I have been advocating for some time that antitrust cartel whistleblower legislation be passed.  Whistleblower legislation has been phenomenally successful for the SEC and other agencies and there is no reason price fixing/bid rigging cartels shouldn’t face the threat of a whistleblower.  Kimberly Justice and I wrote a short article: It’s a Crime There Isn’t an Antitrust Whistleblower Statute, Wolters Kluwer, Antitrust Law Daily, April 8, 2018.  We are working on a longer version of that article with cites to law review articles, business publications, prosecutors, defense attorneys, felons, statistics and all the usual ingredients of a “law review” style article.  But, nothing makes an argument better than a good story so I’ll get ahead of myself and share one now.

To illustrate why a cartel whistleblower statute is needed, consider Hypothetical Bill:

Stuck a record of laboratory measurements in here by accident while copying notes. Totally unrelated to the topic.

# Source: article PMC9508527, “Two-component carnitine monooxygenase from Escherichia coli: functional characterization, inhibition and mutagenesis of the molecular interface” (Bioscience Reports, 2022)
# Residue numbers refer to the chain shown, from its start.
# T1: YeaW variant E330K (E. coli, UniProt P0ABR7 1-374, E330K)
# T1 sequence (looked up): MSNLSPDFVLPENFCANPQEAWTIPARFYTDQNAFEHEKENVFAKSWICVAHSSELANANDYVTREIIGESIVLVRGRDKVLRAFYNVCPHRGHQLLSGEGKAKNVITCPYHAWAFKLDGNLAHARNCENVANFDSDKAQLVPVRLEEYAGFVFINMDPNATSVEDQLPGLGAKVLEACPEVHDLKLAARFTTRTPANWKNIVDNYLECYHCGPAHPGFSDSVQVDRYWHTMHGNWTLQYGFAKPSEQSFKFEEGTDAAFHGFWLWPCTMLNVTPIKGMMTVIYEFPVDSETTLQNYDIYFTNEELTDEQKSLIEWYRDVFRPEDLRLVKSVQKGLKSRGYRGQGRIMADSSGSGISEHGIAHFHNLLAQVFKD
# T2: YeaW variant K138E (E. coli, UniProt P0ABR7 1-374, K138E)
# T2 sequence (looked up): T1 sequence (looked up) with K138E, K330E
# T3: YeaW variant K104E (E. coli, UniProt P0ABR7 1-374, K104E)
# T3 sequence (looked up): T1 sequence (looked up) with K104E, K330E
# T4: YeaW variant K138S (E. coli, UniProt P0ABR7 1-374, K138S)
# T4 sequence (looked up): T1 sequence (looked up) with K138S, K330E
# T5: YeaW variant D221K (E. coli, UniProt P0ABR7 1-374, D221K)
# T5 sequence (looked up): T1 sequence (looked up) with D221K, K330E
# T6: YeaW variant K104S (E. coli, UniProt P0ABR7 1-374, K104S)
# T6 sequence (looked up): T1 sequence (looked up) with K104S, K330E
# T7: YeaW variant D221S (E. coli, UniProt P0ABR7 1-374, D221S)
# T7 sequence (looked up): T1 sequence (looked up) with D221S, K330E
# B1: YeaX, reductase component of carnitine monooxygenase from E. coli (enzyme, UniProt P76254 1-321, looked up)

Hypothetical Bill is the US sales rep for a foreign manufacturer of Widget Company.  There are five main players in the industry. Bill had heard whispers of a cartel.  After a recent promotion, Bill has been assigned to attend “working group” meetings.   The “top guys” set price targets, but the working group has the more hands-on task of implementing the prices by region, accounting for exchange rates, maintaining relative allocations, and host of other details that can derail a cartel.  Bill understands that it is none too smart for him to be going to these meetings—especially as an American who may go to prison if caught. He confides in a friend of his who is a lawyer who knows about criminal law.  The lawyer tells Bill he can hire an attorney to go to the government and he will likely be able to negotiate an immunity/cooperation agreement. But, negotiations time and likely multiple trips by Bill and his lawyer to visit the prosecutors for interviews.  Obviously Widget Company will not be paying for Bill’s travel, lawyer fees, etc.  The cooperation agreement lasts for the duration of the investigation—a slightly shorter version of the Hundred Years War.  The Antitrust Division will ask Bill for documents to corroborate his story—travel records, emails, etc.  Bill may be called upon by foreign competition commissions to appear for interviews.  Besides the time and expense of cooperation, Bill’s attorney friend tells him he will likely will be fired by the company when they learn of his cooperation (after all, he is a confessed criminal and they are shocked he was talking to competitors). Widget Company may also sue Bill for “stealing” documents from the company.  Bottom line: “Bill, this will likely bankrupt you, make you forever non-employable in your industry and drag your family through hell.  What would you like to do?”